“Ensuring the security of the Linux kernel is extremely important as it’s a critical part of modern computing and infrastructure. It requires us all to assist in any way we can to ensure that it is sustainably secure,” said David A. Wheeler, the Linux Foundation. “We extend a special thanks to Google for underwriting Gustavo and Nathan’s Linux kernel security development work along with a thank you to all the maintainers, developers and organizations who have made the Linux kernel a collaborative global success.”

Funding Linux kernel security and development is a collaborative effort, supported by the world’s largest companies that depend on the Linux operating system. To support work like this, discussions are taking place in the Securing Critical Projects Working Group inside the OpenSFF.

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About the Linux Foundation

Founded in 2000, the Linux Foundation is supported by more than 1,000 members and is the world’s leading home for collaboration on open-source software, open standards, open data, and open hardware.

Linux Foundation’s projects are critical to the world’s infrastructure including Linux, Kubernetes, Node.js, and more.  The Linux Foundation’s methodology focuses on leveraging best practices and addressing the needs of contributors, users and solution providers to create sustainable models for open collaboration.

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Cybersecurity

Cybersecurity trends in 2021: Learning from a harsh year

Yehia El Amine

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cybersecurity trends

This year has been unlike any other in living memory, barely any aspects of our lives have been spared by the impact of the worst public health crisis in decades.

The worldwide COVID-19 pandemic shifted the way we lead our day-to-day, laying bare to our collective fragility, while greatly heightening our sense of uncertainty. The effects of which will have a long-lasting aftertaste of how our reality has changed, as well as in the unforeseeable future.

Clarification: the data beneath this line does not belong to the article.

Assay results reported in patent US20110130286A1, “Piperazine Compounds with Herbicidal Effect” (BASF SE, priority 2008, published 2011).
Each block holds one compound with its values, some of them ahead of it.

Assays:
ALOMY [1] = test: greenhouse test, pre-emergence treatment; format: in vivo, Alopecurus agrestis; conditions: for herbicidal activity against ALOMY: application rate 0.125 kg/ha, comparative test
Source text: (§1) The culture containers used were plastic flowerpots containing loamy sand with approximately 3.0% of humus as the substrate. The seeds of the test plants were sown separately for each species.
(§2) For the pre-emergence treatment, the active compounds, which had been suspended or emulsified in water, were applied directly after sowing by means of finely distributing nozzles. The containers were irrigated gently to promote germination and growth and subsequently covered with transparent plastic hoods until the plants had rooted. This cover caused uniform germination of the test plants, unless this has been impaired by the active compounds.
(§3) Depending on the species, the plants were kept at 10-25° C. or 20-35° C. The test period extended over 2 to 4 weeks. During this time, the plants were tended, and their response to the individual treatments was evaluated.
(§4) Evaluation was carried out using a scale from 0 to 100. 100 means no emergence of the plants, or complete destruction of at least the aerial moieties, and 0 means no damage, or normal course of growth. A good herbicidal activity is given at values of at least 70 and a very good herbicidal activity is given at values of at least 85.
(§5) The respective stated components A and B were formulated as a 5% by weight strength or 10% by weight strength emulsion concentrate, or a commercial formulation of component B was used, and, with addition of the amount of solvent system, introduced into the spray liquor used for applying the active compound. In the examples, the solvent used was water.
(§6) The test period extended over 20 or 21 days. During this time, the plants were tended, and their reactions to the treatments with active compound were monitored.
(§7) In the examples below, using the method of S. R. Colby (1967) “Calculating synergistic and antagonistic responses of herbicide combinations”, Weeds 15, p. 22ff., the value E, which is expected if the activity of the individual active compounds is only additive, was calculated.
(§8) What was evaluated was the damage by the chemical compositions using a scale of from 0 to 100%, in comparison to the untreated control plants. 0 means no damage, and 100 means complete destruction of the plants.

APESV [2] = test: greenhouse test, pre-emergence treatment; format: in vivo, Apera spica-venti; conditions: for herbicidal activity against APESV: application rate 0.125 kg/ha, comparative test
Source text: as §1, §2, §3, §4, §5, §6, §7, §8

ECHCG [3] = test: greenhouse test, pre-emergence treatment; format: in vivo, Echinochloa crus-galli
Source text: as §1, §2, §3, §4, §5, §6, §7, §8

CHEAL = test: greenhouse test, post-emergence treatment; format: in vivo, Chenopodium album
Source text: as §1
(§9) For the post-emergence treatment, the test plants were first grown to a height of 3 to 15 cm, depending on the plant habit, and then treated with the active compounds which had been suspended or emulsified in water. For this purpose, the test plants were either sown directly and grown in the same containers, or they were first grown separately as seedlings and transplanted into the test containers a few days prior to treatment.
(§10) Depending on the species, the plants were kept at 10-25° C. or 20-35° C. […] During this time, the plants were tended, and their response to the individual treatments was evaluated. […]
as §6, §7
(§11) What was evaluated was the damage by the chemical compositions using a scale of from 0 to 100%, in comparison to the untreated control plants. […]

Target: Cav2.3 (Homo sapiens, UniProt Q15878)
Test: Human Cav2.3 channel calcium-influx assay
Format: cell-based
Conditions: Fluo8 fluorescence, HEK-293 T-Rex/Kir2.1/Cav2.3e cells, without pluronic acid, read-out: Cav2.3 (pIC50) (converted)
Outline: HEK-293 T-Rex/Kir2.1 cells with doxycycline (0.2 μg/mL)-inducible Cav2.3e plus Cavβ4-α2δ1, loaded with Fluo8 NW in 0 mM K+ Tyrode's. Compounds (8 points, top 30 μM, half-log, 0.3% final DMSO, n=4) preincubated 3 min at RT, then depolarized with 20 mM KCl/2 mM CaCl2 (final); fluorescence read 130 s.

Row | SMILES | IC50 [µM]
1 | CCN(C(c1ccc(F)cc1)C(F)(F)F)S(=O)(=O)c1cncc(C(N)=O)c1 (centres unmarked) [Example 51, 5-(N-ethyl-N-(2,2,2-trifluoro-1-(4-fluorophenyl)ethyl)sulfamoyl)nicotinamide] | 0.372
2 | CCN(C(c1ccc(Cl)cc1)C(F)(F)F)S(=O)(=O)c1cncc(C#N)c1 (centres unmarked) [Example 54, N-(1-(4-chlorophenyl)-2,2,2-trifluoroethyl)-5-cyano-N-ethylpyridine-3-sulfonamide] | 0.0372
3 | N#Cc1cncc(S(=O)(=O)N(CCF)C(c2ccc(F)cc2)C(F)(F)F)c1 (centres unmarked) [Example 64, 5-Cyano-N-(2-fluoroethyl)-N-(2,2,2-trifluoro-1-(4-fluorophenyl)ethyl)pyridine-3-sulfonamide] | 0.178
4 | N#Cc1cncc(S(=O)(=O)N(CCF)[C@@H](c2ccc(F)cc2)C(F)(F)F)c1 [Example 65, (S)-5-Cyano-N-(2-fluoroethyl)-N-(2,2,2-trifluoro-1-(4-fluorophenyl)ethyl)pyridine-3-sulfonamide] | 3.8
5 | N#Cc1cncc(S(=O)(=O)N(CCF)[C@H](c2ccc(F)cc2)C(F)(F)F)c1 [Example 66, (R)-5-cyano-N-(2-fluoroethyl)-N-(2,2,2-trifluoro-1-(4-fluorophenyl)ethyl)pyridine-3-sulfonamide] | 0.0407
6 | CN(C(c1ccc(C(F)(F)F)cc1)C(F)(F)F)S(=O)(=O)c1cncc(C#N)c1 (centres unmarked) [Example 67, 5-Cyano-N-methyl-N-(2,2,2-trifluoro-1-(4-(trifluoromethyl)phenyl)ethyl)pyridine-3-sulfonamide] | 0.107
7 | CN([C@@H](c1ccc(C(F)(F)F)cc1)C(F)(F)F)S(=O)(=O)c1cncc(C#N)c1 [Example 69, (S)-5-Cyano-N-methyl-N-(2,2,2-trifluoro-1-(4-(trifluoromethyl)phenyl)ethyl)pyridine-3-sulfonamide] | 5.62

The seismic shift caused by the pandemic, also fueled our embrace of technology by increasing our reliance on connectivity and pushing digital transformation into overdrive. Yet, with this reliance on the digital realm, comes risks and potential threats looking to take advantage of the situation.

Reports and breaking news stories throughout the year proved that cybercriminals were quick to adapt to this new norm, exploiting the pandemic and remote working circumstances to profit.

While most of the cybersecurity trends that emerged throughout the year will likely spill over into 2021, there is no definitive way to pinpoint how the cybersecurity landscape will look like a year from now.

However, by monitoring the current events that shaped this year, experts can foresee the areas that will be affected by cyberattacks, as well as the practices that will persist.

Let’s jump right in.

1- Remote workers will remain targeted

Remote workers are the golden nugget of cybercriminals far and wide, which is why they’ll continue being the prime targets for hackers. The reason behind this is due to them operating and using their own devices and Wi-Fi connection to conduct their work.

Home networks aren’t as fortified as their corporate counterparts, at the end of the day, no one has an IT team hanging about in their closet. In parallel, a large number of businesses weren’t properly prepared for the shift to remote work, making homebound workers easier to target.

According to a report published by VMware, a U.S.-based cybersecurity software company, global organizations saw a 148 percent spike in ransomware attacks in March of 2020, just when businesses began to make the shift to remote work.

“Attackers have been using COVID-19 to launch phishing attacks, fake apps/maps, trojans, backdoors, crypto miners, botnets and ransomware,” the report explained.

2- Automation for all the wrong reasons

To deal with the slash in profits, companies have been scrambling to find ways to put security solutions and their remote staff on the same table, signaling the use of hyper automation.

Hyper automation consists of integrating artificial intelligence (AI), machine learning (ML), and robot process automation (RPA) to automate their processes or any other task.

According to market estimates, artificial intelligence in the cybersecurity market is projected to grow from USD 8.8 billion in 2019 to USD 38.2 billion by 2026 at a CAGR of 23.3 percent.

Hackers have taken note of this and have started to develop their very own software disguised as an AI-automation software. Tricking remote workers to install this fake software will allow cybercriminals to pinpoint areas of defense, while marking vulnerabilities.

Using the data gathered by the software, it gives hackers the know-how to slip past or attack similar defensive software.

This is dangerous in every sense of the word since it allows attackers to subtly slip through the cracks faster and at a much stealthier rate; they’ll know before they attack what they are looking for, what to avoid, and how to escape unnoticed.

3- The rise of 5G

Our online behavior changes each year, with every new emergence of technologies that heavily impact our lives. And as the fifth generation of mobile networks begins to softly rollout internationally, our reliance on cloud-based systems grows.

Both B2B and B2C sectors will soon have the opportunity, and later be mandated, to shift toward 5G data management technology. According to Leftronic, 5G is expected to cover almost 40 percent of the world by 2024 with data transfer speeds of up to 10GB/s.